Montrose, CO: Western Reflections Publishing Company, 2002.Index, chapter endnotes, list of books for further reading, photos, drawings, maps. 135 pages.
In 1879 Eben Olcott, a young New York mining engineer with a degree from the prestigious Columbia School of Mines, commenced a two-year study of Colorado mining properties. Although he came from polite New York society, Olcott was no stereotypical eastern tenderfoot. By age twenty-five he had already worked in several eastern U.S. mines, as well as the wilds of Venezuela. Colorado’s San Juan Mountains nevertheless presented quite a challenge. He would work as a consulting mining engineer at altitudes sometimes exceeding 12,000 feet, assisting mine owners and prospective buyers in seeking ore bonanzas. Period sources show that he earned wide respect for this work.
In his era, it was not unusual that Olcott kept his family and business associates aware of his activities through many letters home. Luckily, these letters survived for author Duane A. Smith to later research, transcribe, and publish. They provide a new glimpse of mines and mining life in the early development of the San Juans. Olcott possessed a clear and insightful manner of expression, displaying a positive and forthright attitude as he fought his way through many challenges.
Duane A. Smith, professor of history and Southwest studies at Fort Lewis College in Durango, Colorado, is the author of a number of books on western mining history. He uses his knowledge and experience to provide background, fill in gaps, and make explanations (and sometimes corrections). Nonetheless, Olcott himself has a lot to tell us. He found Colorado mining towns unruly, but not unbearable. “I am willing to see the rough side of life but certainly do not believe in the necessity of civilized Christian men falling into the ways of the majority.” (16) He describes a wagon accident in which he barely escaped death, then proceeds on to his astonishment at the effects of high altitude on cooking and boiling water.
Olcott’s ultimate destination was the North Star Mine, perched high on King Solomon Mountain to the east of Silverton. In the town he encountered a rarity for the time, a female assayer, Miss Robins. “She seems to be quite bright and not afraid of hearing herself talk. Her father has taught her to assay and is putting in practice my theory of the opening in this field for women.” (43–44) Eben Olcott has as much to say about the area’s natural properties as its mining potential. Its heavy snowfall provided a considerable hindrance to development, yet Olcott also noted:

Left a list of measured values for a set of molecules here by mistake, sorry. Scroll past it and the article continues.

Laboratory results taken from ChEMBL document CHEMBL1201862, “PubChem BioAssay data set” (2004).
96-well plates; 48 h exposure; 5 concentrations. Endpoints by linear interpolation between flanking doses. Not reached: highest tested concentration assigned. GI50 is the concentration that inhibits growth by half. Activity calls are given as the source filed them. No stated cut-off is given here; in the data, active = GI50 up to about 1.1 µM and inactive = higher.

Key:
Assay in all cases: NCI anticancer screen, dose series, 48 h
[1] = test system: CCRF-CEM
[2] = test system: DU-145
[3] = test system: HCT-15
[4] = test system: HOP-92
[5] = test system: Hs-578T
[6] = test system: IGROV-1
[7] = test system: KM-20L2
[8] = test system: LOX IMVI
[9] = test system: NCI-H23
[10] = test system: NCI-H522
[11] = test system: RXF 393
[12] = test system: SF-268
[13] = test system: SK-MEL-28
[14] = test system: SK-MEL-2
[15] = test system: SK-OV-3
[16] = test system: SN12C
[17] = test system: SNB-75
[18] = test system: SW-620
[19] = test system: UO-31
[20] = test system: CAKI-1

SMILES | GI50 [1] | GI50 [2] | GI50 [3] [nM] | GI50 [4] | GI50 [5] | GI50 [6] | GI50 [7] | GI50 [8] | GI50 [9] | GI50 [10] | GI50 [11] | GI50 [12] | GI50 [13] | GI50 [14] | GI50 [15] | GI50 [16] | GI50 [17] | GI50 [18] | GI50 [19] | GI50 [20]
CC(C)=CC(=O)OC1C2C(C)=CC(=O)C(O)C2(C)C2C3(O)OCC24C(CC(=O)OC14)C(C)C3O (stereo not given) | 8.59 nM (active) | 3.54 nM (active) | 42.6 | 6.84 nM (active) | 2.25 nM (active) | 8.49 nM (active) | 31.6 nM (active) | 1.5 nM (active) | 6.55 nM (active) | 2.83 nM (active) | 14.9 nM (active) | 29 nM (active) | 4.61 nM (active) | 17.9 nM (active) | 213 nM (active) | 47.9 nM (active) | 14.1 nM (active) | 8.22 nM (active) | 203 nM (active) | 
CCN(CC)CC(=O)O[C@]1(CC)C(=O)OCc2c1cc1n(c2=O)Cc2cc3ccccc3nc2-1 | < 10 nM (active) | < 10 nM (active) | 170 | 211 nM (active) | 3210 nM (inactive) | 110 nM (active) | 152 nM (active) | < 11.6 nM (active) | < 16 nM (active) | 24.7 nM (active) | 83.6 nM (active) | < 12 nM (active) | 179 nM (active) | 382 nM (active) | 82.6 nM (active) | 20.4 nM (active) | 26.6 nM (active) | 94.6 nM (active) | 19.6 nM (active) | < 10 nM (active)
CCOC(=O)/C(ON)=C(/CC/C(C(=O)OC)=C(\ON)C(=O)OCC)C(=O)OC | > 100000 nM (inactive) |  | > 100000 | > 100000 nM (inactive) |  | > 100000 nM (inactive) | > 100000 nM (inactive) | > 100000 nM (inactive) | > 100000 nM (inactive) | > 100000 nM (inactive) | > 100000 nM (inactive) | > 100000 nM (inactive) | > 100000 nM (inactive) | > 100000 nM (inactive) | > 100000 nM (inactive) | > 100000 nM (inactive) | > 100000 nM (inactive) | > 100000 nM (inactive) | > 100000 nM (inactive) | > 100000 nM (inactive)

I was coming up the other evening and just as I got where I could command a very extensive view the sun was approaching the horizon. It had been snowing a little and the heavy white clouds floated all around me throwing columnar masses down into the valley beneath which spread out at their bases more beautifully. (78-79)
There is no bonanza in this tale. Unlike many disappointed western mining ventures, Olcott at least did not go broke. He was prudent to enter into a contract for his services as mine manager, which even included pay during down times, and presumably received that pay. However, he did encounter other frustrations. The North Star Mine’s principal owners were the Crooke family, fellow New Yorkers. They were usually friendly and hospitable, allowing Olcott to live in their Lake City home and praising his accomplishments as their mine manager. However, as Smith points out, the Crookes also had a well-deserved reputation for delays and inconsistent management. Olcott’s dream of a smelter near the base of King Solomon Mountain, within easy reach of the North Star Mine, went nowhere. For this and other reasons, the North Star failed to live up to Olcott’s expectations.
As Smith reminds us here and in other books, western mining was heavily dependent on eastern capital, and equally dependent on the many whims of those who supplied it. Olcott’s ore did not disappoint him, just the supply of money (and enthusiasm) to develop it. In 1881 he moved on, following his dream to a Mexican mining venture. Later his new wife’s family in New York called him to settle down and manage its steamship business on the Hudson. Here he enjoyed the same respect for his business competence as he had from his work as a mining engineer. Thus, in Olcott we have an observer who possessed both personal business capability and an evocative writing style.
Olcott and Smith, a great team who never met, combine to tell usmore about an era when Colorado mining had matured somewhat, yet not lost its youthful exuberance. It makes excellent reading for the mining historian, as well as the lover of Victorian-era adventures on the frontier.
John Stewart, a Denver attorney, has recently completed his work toward a master’s degree in history at the University of Colorado–Denver. His thesis reflects another San Juan mining history theme, the life of Thomas F. Walsh, founder of Ouray’s rich Camp Bird Mine. Stewart also holds a B.A. in history and a J.D., both from the University of Illinois.